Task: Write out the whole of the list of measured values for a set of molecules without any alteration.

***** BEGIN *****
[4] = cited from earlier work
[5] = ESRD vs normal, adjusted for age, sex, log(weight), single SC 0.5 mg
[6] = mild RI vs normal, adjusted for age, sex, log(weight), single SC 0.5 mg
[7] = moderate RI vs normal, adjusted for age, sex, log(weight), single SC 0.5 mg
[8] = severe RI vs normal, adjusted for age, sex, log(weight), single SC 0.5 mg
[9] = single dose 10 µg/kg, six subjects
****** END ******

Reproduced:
[4] = cited from earlier work
[5] = ESRD vs normal, adjusted for age, sex, log(weight), single SC 0.5 mg
[6] = mild RI vs normal, adjusted for age, sex, log(weight), single SC 0.5 mg
[7] = moderate RI vs normal, adjusted for age, sex, log(weight), single SC 0.5 mg
[8] = severe RI vs normal, adjusted for age, sex, log(weight), single SC 0.5 mg
[9] = single dose 10 µg/kg, six subjects